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WFF partners with TERREWODE, a local organization headquartered in Soroti, Uganda. In the past 7 years, WFF has provided up to 60% of their annual funding and TERREWODE has grown from a regional to national program. In 2017, WFF awarded TERREWODE our largest grant ever: $675,000 over 5 years. TERREWODE begins construction on a dedicated women’s hospital which promises to triple their treatment capacity. WFF’s goal: help triple the number of women receiving treatment through this partnership. Expected to be fully operational in 2020, the hospital will be the new site for comprehensive childbirth injury prevention, advocacy and treatment programs — all delivered under one roof! Currently, our partnership delivers these services to women through multiple locations.

Women access free, high quality fistula surgeries through partnerships with the Uganda Ministry of Health, a network of hospitals and outreach treatment camps. Surgical access begins with pre-operative counseling that gives women the peace of mind that their fistula is treatable and in most cases curable. Round trip transportation for surgery by FIGO certified doctors, nutrition and more during their hospital stay and post-operative counseling for adherence to instructions are also provided.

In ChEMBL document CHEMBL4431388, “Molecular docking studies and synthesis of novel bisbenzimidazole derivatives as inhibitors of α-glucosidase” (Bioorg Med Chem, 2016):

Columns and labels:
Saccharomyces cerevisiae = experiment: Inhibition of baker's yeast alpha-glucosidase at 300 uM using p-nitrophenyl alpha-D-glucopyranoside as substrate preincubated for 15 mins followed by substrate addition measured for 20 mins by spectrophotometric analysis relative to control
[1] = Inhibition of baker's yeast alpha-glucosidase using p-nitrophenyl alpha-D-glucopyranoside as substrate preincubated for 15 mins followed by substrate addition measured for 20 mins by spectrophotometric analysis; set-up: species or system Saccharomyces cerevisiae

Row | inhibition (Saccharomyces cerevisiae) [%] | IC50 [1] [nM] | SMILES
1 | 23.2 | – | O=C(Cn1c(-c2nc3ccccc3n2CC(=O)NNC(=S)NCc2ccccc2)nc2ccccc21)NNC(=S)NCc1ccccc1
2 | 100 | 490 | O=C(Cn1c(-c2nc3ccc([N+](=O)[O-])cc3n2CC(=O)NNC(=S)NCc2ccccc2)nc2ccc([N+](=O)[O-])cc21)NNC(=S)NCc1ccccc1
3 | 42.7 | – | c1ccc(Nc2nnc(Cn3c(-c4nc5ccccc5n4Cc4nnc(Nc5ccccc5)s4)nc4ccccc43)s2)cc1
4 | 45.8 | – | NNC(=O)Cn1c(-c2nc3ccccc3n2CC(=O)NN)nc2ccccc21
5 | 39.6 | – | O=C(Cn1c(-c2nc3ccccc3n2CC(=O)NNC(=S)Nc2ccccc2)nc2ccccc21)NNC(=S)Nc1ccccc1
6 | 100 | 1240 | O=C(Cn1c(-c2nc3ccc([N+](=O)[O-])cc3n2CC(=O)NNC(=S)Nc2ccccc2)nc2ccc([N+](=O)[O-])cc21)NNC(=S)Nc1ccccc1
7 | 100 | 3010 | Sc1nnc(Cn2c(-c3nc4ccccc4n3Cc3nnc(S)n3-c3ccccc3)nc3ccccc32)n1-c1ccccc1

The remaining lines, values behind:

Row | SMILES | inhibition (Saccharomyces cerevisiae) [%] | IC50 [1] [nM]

Women feel empowered to begin new lives after fistula through Social Reintegration Programs at the Women's Economic Development and Empowerment Center in Soroti. During a 2 week program, fistula survivors are provided accommodations and meals while they take educational and vocational classes to help lift themselves from poverty. They feel empowered learning about reproductive health, achieving basic functional literacy and acquiring skills to manage savings and access credit. These skills are the basis to help them become economically self supporting using vocational skills they also acquire. Women may choose to learn income generating skills such as sewing, jewelry making, cooking and catering that allow them to return home and support themselves and their families.

We provide Community Health Advocate Training to law enforcement officers, medical professionals, educators, community members and members of the media. With training, they join the Obstetric Fistula Awareness and Advocacy Network (OFAAN), a network of more than 1,000 trained outreach volunteers, who work in community settings to identify women with fistula and refer them for treatment. OFAAN training ensures wide dissemination of fistula treatment awareness and prevention messages throughout the country.